Last week our guest columnist on Cleaning up The Mess, architect DAVID FOJO, called indoor air pollution a silent killer. This week he focuses on Electro-magnetic pollution.
Electro-magnetic pollution is becoming a significant issue of the new millennium as the information age reaches full stride. In the last few years there have been numerous exposés on US national television, documenting the many ill effects attributed to these silent and now all-too-pervasive fields. Indoor air pollution is an even better documented health problem that is generally agreed to be a much worse problem than outdoor air pollution.
Last week our guest columnist on Cleaning up The mess architect DAVID FOJO, called indoor air pollution, a silent killer and said it was rated at between 7 and 70 times worse than outdoor air pollution. This week he gives us some basic hints on how to improve the quality of our indoor environment.
It is my view that electromagnetic pollution and indoor air pollution are significant contributors to many of our modern day epidemic diseases, such as allergies, insomnia, hyperactivity and cancer. As I sit here writing this article on the dangers of electromagnetic pollution on my laptop computer, I am faced with the same dilemma we face now in the building industry—how to strike a sane and practical balance between enjoying the marvellous advancements of modem technology without compromising, or better yet, while enhancing our health. We are just now discovering that many building technologies may have a deleterious effect on our health, but until scientific research proves something absolutely one way or the other, I recommend a course of prudent avoidance.
On September 17, the Energy Chamber of T&T joined hands with the Heroes Foundation to clean-up Quinam Beach and Vessigny Beach, as part of the International Ocean Conservancy’s Beach Clean-up campaign. Hundreds of volunteers from Energy Chamber member companies, members of their families and community groups turned up on Vessigny beach, La Brea, and Quinam beach, Siparia, early on Saturday morning to pick up garbage from the beach and the coastline besides the main beaches. For the Energy Chamber, this effort was part of our wider initiatives to promote the concept of corporate social responsibility (CSR) amongst our members and the business community more generally. The beach clean-up reflects not just our objective of ensuring that companies have a positive impact on the environment, but also to encourage the spirit of volunteerism amongst our membership. We were especially pleased to partner with the Heroes Foundation, a non-governmental organisation that seeks to provide guidance and mentorship for young people in T&T.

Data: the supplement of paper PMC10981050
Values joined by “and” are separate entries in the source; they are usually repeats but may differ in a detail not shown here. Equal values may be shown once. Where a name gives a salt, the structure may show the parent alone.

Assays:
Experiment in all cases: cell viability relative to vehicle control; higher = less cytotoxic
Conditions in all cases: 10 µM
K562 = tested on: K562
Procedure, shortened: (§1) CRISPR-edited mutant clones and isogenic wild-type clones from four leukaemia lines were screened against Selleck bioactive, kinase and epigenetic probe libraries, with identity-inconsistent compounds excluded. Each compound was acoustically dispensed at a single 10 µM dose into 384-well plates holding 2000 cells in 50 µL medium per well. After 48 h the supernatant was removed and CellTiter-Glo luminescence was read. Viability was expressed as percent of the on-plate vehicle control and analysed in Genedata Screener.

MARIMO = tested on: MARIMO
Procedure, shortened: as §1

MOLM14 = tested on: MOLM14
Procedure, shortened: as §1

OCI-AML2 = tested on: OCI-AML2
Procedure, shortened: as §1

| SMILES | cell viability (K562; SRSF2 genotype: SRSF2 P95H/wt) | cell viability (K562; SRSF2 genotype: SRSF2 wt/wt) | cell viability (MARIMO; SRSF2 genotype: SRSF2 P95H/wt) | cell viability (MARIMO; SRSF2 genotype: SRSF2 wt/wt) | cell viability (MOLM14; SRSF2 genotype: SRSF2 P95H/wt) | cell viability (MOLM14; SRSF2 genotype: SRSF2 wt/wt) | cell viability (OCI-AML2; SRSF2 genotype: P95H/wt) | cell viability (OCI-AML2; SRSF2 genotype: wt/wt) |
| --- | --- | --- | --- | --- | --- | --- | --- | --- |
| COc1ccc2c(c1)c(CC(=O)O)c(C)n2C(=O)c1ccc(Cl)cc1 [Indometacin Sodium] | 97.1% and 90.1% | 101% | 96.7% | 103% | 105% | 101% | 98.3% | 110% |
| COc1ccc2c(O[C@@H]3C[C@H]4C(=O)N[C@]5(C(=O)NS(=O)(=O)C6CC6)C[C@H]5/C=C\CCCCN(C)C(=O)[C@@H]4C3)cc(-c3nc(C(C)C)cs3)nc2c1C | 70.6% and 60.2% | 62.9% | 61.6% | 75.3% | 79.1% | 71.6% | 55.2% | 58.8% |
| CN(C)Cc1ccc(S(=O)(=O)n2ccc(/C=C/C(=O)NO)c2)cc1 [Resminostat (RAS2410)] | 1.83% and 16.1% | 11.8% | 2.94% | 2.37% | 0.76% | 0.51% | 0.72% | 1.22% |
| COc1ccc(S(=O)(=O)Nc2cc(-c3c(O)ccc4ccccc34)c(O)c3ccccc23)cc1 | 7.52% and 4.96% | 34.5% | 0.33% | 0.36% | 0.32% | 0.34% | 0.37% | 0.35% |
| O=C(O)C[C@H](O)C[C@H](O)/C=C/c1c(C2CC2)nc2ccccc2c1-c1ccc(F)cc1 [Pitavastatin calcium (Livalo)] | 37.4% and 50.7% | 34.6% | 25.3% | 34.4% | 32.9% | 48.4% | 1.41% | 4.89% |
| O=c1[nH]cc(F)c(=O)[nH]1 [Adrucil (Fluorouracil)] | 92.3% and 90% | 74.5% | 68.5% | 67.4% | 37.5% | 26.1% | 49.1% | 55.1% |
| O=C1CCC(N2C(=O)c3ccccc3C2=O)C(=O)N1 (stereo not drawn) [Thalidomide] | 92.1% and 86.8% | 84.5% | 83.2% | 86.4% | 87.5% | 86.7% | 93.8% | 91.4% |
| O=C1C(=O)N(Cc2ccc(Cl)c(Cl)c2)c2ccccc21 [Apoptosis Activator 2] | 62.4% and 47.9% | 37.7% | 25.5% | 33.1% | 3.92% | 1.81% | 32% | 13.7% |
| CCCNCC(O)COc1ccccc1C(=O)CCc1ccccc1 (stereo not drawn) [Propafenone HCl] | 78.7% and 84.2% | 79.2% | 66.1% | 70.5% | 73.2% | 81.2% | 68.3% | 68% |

Today’s guest columnist and in the upcoming series on Cleaning up The mess is architect DAVID FOJO, who holds a master’s degree in environmental design from Yale University. Fojo claims that indoor air pollution, a silent killer, is rated as between seven times and 70 times worse than outdoor air pollution.
Besides the very high exposure levels to EMFs that we are subjected to, we are also indecently exposed to many other toxins in our indoor environment, especially in our air and water and visually. With the “advances” of modem building technology, healthy fresh air in our homes has unfortunately become a rarity. Dozens of major studies have been done on the quality of air in modern homes by fairly reliable organisations such as the World Health Organization and the Environmental Protection Agency. Depending on which study you read, indoor air pollution is rated as between seven times and 70 times worse than outdoor air pollution, which as you know is bad enough to begin with.
Various factors including unplanned urbanisation have led to more frequent dengue outbreaks recorded between 1997 and 2010 in T&T. Studies conducted in T&T at the University of the West Indies and Carec reveal the incidence of dengue has not been controlled adequately because of a lack of resources, poor management practice in the dengue and vector control programmes and resistance to insecticides in mosquitoes. There are no vaccines available for dengue so only the control of the mosquito can lead to the control of dengue transmission and spread.
The dengue viruses (Den 1-4) are transmitted by the bite of infected Aedes aegypti and Aedes albopictus mosquitoes. The female mosquito acquires the virus while feeding on the blood of infected humans. Infected humans are the source of the virus for uninfected mosquitoes. The mosquito lives in close association with humans in the urban and suburban environments. Therefore, dengue is generally considered a disease of urban areas, and its epidemiology is highly related to the biology of the mosquito vector, the environment and human behaviour.